When an adjective functions substantivally, generally we have to add in words from the context to make sense of the statement. Normally, it is not hard to do so, but it would appear that Acts 2:23 is somewhat troublesome. When Peters says that Jesus died by the hands of ἀνόμων, is he thinking of lawless people or non-Jewish people? And once more, can we stop saying Luke literally says "men without the Law, i.e. pagans" when Luke did not write English? Literally, Luke said ἀνόμων.
Why do some people resist the new, and why do others think the new is better than the old? Jesus' teaching is the new wine, and the purveyors of the old will almost always fight it, asserting their old forms of thinking are good enough or actually better. Why is it so hard to evaluate the new and decide whether or not it should replace our old? Let's think through Luke 5:39.
Interestingly, the NRSV translates the Greek phrase normally translated "the great tribulation" as "the great ordeal." Just because they are the only ones to do so doesn't make them wrong, but unique translations make for interesting discussion. Check out Revelation 7:14
When we translate the Greek conjunction γάρ as "for," we sometimes obscure the connection between verses. When Jesus says that the Pharisees wouldn't even get into the kingdom of God, how does that relate to his prior assertion that every iota and stroke of the pen found in the law will be fulfilled in him?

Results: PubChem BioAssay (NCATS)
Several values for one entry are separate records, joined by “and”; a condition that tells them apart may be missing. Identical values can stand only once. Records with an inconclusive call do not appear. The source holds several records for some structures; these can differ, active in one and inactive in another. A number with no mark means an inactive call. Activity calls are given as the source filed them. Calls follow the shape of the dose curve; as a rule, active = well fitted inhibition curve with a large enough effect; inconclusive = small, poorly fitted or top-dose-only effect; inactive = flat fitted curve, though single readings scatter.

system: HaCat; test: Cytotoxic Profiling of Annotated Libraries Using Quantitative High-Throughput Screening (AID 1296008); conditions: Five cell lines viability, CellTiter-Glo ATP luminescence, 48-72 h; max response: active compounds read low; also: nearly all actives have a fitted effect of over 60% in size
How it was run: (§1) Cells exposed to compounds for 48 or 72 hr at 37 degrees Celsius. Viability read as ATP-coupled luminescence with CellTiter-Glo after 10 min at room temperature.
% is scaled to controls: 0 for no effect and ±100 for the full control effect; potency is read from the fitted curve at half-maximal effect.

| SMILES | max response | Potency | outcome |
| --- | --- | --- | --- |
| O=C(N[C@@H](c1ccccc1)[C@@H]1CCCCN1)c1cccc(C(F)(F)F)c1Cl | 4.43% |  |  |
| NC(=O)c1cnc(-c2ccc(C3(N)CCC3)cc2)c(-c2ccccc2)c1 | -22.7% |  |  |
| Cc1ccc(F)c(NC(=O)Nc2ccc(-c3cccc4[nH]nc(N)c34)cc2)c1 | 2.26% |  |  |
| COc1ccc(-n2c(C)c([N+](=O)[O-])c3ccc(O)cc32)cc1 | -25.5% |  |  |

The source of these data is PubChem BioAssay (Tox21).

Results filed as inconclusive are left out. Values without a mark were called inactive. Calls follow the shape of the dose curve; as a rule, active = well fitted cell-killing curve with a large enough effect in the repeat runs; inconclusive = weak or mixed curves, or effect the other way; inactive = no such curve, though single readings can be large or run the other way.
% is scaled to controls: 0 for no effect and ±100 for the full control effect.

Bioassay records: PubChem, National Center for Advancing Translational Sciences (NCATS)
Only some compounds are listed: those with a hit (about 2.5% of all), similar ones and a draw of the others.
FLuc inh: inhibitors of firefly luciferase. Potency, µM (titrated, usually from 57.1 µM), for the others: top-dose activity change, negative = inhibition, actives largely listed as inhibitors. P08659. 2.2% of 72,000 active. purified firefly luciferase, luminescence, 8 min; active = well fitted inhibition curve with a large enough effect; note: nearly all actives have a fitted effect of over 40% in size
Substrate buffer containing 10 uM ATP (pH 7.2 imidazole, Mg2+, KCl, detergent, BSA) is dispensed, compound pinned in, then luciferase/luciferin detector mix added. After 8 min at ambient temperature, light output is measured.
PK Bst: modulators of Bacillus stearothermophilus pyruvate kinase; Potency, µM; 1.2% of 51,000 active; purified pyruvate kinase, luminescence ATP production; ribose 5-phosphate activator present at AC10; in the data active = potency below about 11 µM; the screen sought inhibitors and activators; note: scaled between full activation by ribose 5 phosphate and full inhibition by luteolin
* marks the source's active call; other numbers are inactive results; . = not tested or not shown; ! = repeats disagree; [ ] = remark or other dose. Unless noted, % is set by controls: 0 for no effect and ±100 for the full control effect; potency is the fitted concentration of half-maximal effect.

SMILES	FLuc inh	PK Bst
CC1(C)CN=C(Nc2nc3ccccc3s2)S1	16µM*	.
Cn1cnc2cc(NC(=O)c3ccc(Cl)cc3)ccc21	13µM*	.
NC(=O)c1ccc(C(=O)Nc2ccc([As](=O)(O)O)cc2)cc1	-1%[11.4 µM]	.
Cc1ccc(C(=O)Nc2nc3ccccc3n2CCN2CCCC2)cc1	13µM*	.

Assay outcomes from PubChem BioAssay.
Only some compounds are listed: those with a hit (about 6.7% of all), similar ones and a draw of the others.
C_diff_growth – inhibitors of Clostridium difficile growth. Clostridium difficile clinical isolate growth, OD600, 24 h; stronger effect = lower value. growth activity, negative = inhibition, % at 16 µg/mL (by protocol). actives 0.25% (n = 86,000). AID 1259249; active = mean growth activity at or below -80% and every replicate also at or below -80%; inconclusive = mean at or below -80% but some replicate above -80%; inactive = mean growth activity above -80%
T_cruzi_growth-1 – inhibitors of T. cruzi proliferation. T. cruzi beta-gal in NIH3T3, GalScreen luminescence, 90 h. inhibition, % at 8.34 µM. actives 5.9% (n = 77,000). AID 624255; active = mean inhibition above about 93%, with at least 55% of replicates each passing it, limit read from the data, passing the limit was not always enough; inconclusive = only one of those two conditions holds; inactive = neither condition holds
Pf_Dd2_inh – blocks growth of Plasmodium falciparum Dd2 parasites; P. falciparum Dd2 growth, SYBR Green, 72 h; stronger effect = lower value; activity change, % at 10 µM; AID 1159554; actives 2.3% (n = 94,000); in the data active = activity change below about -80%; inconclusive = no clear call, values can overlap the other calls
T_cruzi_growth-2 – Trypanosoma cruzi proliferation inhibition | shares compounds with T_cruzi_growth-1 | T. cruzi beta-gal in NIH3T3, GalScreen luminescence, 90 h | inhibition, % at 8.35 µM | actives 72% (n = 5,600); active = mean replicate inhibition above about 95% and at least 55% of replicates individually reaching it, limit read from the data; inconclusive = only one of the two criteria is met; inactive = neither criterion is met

Paul says that the church is to formally agree to take care of widows who are truly alone and, among other things, have lives that witness to their good deeds. But how do you specify that the following clauses are all example of good works? Is it okay to use a colon in translation?
Sometimes, in an attempt to make a translation understandable, functional equivalent translations can lose clues as to meaning, the very thing they are trying not to do. In the case of Acts 1:24, the NIV loses the double use of τόπος.
Normal Greek word order is conjunction-verb-subject-object, but that order is varied in almost every verse in there Bible. So what do you do when the structure of a verse is complicated and different? Find the verb, then the subject (either a nominative or from the personal ending), then the direct object (if there is one). From that point on, you can put the other pieces together.